Wednesday, November 29, 2006

Living. Home or not.

Many singers I know find themselves residing in hotels. Usually our accommodation is not paid by our employer but by us, and so it is our choice to decide where to stay. Hotels have their own advantage of course; You can make a mess and it gets cleaned up, you usually have cable TV, and if you are precious, you can get the food, or whatever else you need when you need it, served on a silver plate.
Some singers feel that as we sacrifice so much, being on the road, being alone, being on a crazy schedule, the least we can get in return (even if we spend our last cent on it) is the luxury of living like we are rich.
However, hotel living, just like fancy- living, leaves you on a certain boring level of living; a bit detached.
Hotels are not where the real people of the city live. Those people, (or : most people) don't pay 150 to 250 Euros a night, they don't get cabs everywhere, and they are most certainly in charge of their own coffee in the morning and meals during the day (or night if they are being naughty...).
So when I go on an opera gig (which usually lasts a month or two ), I look for an apartment.
When you live in an apartment which is already a living part of the city, a part which existed before you arrived and will exist after you leave, you immediately get infused into that city.
I like the real face of a city, with its wrinkles and sun spots; with it's elders and its youth, the natives and the foreigners, the markets and the public transportation, I love rush hour. I love the dogs in the park, (here there are cats too!) the cafes and all that surrounds me; the reality that doesn't belong to me yet, but I wish to adopt.
I recently met another fellow singer who was just finishing her opera performances here, and as I came the following day to say hello to her at the hotel where she's been staying, I passed by the hotel's restaurant, where I saw her sitting all by herself. She was the only person there.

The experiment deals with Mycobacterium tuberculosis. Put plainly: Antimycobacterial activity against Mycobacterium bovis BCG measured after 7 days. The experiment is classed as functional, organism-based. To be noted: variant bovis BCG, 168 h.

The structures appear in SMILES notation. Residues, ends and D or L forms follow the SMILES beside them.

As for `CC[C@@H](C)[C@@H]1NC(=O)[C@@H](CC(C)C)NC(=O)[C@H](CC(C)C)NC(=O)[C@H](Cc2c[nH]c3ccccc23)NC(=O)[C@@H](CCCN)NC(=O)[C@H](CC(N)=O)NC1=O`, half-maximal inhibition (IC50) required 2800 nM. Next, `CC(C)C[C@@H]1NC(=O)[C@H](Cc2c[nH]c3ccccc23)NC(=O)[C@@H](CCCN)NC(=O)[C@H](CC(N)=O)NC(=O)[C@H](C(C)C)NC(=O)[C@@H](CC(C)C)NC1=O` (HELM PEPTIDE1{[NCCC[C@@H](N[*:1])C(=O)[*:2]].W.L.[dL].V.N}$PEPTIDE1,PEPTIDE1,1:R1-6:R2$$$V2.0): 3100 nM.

When the waiter finally appeared, she talked to him briefly, ordering her usual dish of pasta and as he left to place her order, she was all alone again, staring at the distant art work on the wall, which I assume she knew all too well by now.
My heart missed a beat. At that moment I saw her life, OUR life, as it can be with all its loneliness squeezed into one split second. You will never ever find me dining at a restaurant by myself. I would rather get some stuff at the supermarket, or not eat at all.
Maybe I am simply afraid of being alone.
Here in Rome, I am staying in an apartment which belongs to a fellow colleague, who is singing somewhere else. Of course, apartment living gets you into the veins of the city but also forces you to hear the pulse even when you don't want to.
This morning I woke up way too early to the sound of my upstairs neighbor walking on her high heels. I thought she was just getting ready to leave the house. But hey, I forgot Italian women like their stilettos, leaving the house or staying in... The little steps continued to plunk over my head back and forth the entire morning.
So my sleeping here, as you probably know already, is not really all that satisfying.
But even so, I somehow love hearing a real passionate Italian domestic argument in the middle of the night. I triumph accepting a letter on the behalf of my landlord, pretending it is for me. I rejoice in buying a bunch of bananas and a Kilo mandarins from the local fruit vendor. You should try those mandarins here; So sweet and filled with goodness!

1 Comments:

Blogger Petie said...

Little Rini...

I'll be there soon

8:26 AM  

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